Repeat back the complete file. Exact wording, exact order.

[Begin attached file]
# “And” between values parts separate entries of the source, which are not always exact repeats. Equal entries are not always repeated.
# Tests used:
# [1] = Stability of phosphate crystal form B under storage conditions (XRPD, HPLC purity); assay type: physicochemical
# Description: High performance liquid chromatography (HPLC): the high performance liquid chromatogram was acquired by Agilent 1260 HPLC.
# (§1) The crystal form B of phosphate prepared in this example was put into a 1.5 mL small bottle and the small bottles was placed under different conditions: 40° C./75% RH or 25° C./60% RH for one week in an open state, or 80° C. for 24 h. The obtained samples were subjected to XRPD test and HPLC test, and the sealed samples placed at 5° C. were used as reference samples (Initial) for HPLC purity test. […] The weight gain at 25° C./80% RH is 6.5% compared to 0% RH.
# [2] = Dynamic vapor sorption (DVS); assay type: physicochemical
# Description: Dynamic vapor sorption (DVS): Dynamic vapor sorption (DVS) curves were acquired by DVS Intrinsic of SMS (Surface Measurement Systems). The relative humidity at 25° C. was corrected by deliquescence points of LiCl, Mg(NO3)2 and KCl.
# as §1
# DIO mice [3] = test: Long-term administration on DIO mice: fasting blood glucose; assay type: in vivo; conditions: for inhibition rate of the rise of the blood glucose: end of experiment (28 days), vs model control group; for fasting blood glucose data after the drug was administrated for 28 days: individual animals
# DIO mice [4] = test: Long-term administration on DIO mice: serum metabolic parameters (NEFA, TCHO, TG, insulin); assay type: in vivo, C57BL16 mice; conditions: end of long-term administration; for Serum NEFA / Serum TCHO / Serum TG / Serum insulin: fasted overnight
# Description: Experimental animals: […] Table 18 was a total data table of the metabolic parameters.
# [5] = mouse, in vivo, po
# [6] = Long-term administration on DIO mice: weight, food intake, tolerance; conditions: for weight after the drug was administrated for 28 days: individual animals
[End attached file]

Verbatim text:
# “And” between values parts separate entries of the source, which are not always exact repeats. Equal entries are not always repeated.
# Tests used:
# [1] = Stability of phosphate crystal form B under storage conditions (XRPD, HPLC purity); assay type: physicochemical
# Description: High performance liquid chromatography (HPLC): the high performance liquid chromatogram was acquired by Agilent 1260 HPLC.
# (§1) The crystal form B of phosphate prepared in this example was put into a 1.5 mL small bottle and the small bottles was placed under different conditions: 40° C./75% RH or 25° C./60% RH for one week in an open state, or 80° C. for 24 h. The obtained samples were subjected to XRPD test and HPLC test, and the sealed samples placed at 5° C. were used as reference samples (Initial) for HPLC purity test. […] The weight gain at 25° C./80% RH is 6.5% compared to 0% RH.
# [2] = Dynamic vapor sorption (DVS); assay type: physicochemical
# Description: Dynamic vapor sorption (DVS): Dynamic vapor sorption (DVS) curves were acquired by DVS Intrinsic of SMS (Surface Measurement Systems). The relative humidity at 25° C. was corrected by deliquescence points of LiCl, Mg(NO3)2 and KCl.
# as §1
# DIO mice [3] = test: Long-term administration on DIO mice: fasting blood glucose; assay type: in vivo; conditions: for inhibition rate of the rise of the blood glucose: end of experiment (28 days), vs model control group; for fasting blood glucose data after the drug was administrated for 28 days: individual animals
# DIO mice [4] = test: Long-term administration on DIO mice: serum metabolic parameters (NEFA, TCHO, TG, insulin); assay type: in vivo, C57BL16 mice; conditions: end of long-term administration; for Serum NEFA / Serum TCHO / Serum TG / Serum insulin: fasted overnight
# Description: Experimental animals: […] Table 18 was a total data table of the metabolic parameters.
# [5] = mouse, in vivo, po
# [6] = Long-term administration on DIO mice: weight, food intake, tolerance; conditions: for weight after the drug was administrated for 28 days: individual animals